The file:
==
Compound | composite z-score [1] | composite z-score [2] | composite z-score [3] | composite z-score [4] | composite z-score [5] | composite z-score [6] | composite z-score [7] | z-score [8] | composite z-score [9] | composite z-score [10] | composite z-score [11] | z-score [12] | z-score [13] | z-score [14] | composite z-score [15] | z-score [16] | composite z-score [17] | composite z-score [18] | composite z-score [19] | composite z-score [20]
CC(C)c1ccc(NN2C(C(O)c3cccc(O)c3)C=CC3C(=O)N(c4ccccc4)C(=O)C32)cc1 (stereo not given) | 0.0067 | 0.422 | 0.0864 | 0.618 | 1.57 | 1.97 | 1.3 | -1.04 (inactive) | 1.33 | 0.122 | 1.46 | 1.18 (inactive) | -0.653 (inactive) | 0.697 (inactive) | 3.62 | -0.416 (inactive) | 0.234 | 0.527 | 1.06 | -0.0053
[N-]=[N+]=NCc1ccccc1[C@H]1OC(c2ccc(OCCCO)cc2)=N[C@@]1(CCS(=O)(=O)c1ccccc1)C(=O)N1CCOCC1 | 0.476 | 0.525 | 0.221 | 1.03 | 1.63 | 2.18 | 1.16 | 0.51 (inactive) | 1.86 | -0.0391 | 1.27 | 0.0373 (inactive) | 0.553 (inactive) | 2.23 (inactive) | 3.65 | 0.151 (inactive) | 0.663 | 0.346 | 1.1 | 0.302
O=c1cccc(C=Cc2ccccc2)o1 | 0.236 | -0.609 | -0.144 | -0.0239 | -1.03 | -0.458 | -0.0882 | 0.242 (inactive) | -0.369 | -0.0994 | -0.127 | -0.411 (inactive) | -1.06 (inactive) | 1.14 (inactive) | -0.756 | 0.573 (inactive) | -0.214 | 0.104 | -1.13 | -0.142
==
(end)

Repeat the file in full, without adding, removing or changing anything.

Compound | composite z-score [1] | composite z-score [2] | composite z-score [3] | composite z-score [4] | composite z-score [5] | composite z-score [6] | composite z-score [7] | z-score [8] | composite z-score [9] | composite z-score [10] | composite z-score [11] | z-score [12] | z-score [13] | z-score [14] | composite z-score [15] | z-score [16] | composite z-score [17] | composite z-score [18] | composite z-score [19] | composite z-score [20]
CC(C)c1ccc(NN2C(C(O)c3cccc(O)c3)C=CC3C(=O)N(c4ccccc4)C(=O)C32)cc1 (stereo not given) | 0.0067 | 0.422 | 0.0864 | 0.618 | 1.57 | 1.97 | 1.3 | -1.04 (inactive) | 1.33 | 0.122 | 1.46 | 1.18 (inactive) | -0.653 (inactive) | 0.697 (inactive) | 3.62 | -0.416 (inactive) | 0.234 | 0.527 | 1.06 | -0.0053
[N-]=[N+]=NCc1ccccc1[C@H]1OC(c2ccc(OCCCO)cc2)=N[C@@]1(CCS(=O)(=O)c1ccccc1)C(=O)N1CCOCC1 | 0.476 | 0.525 | 0.221 | 1.03 | 1.63 | 2.18 | 1.16 | 0.51 (inactive) | 1.86 | -0.0391 | 1.27 | 0.0373 (inactive) | 0.553 (inactive) | 2.23 (inactive) | 3.65 | 0.151 (inactive) | 0.663 | 0.346 | 1.1 | 0.302
O=c1cccc(C=Cc2ccccc2)o1 | 0.236 | -0.609 | -0.144 | -0.0239 | -1.03 | -0.458 | -0.0882 | 0.242 (inactive) | -0.369 | -0.0994 | -0.127 | -0.411 (inactive) | -1.06 (inactive) | 1.14 (inactive) | -0.756 | 0.573 (inactive) | -0.214 | 0.104 | -1.13 | -0.142